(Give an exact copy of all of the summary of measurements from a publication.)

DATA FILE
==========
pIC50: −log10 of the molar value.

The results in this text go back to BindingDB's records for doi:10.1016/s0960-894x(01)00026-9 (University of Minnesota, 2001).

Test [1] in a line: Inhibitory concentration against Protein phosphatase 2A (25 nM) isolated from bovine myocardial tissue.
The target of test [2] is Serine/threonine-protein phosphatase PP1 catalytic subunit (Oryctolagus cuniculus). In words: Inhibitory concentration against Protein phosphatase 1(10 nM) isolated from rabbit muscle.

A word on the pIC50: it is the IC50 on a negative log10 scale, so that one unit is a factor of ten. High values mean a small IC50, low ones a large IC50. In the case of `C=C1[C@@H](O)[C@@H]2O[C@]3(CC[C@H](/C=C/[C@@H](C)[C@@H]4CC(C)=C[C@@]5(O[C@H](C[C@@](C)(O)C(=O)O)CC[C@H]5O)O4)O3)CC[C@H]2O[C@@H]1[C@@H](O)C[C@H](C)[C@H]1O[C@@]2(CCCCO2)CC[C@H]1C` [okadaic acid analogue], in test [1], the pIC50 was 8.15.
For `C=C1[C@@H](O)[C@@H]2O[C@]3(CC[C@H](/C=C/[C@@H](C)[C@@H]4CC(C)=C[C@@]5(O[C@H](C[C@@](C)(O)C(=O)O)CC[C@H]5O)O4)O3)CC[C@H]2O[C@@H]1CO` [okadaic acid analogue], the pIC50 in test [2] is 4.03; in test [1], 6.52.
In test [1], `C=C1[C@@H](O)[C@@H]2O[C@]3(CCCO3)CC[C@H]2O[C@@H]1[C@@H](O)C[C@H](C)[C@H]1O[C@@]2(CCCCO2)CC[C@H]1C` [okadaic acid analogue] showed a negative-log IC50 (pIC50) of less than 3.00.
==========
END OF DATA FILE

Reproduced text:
pIC50: −log10 of the molar value.

The results in this text go back to BindingDB's records for doi:10.1016/s0960-894x(01)00026-9 (University of Minnesota, 2001).

Test [1] in a line: Inhibitory concentration against Protein phosphatase 2A (25 nM) isolated from bovine myocardial tissue.
The target of test [2] is Serine/threonine-protein phosphatase PP1 catalytic subunit (Oryctolagus cuniculus). In words: Inhibitory concentration against Protein phosphatase 1(10 nM) isolated from rabbit muscle.

A word on the pIC50: it is the IC50 on a negative log10 scale, so that one unit is a factor of ten. High values mean a small IC50, low ones a large IC50. In the case of `C=C1[C@@H](O)[C@@H]2O[C@]3(CC[C@H](/C=C/[C@@H](C)[C@@H]4CC(C)=C[C@@]5(O[C@H](C[C@@](C)(O)C(=O)O)CC[C@H]5O)O4)O3)CC[C@H]2O[C@@H]1[C@@H](O)C[C@H](C)[C@H]1O[C@@]2(CCCCO2)CC[C@H]1C` [okadaic acid analogue], in test [1], the pIC50 was 8.15.
For `C=C1[C@@H](O)[C@@H]2O[C@]3(CC[C@H](/C=C/[C@@H](C)[C@@H]4CC(C)=C[C@@]5(O[C@H](C[C@@](C)(O)C(=O)O)CC[C@H]5O)O4)O3)CC[C@H]2O[C@@H]1CO` [okadaic acid analogue], the pIC50 in test [2] is 4.03; in test [1], 6.52.
In test [1], `C=C1[C@@H](O)[C@@H]2O[C@]3(CCCO3)CC[C@H]2O[C@@H]1[C@@H](O)C[C@H](C)[C@H]1O[C@@]2(CCCCO2)CC[C@H]1C` [okadaic acid analogue] showed a negative-log IC50 (pIC50) of less than 3.00.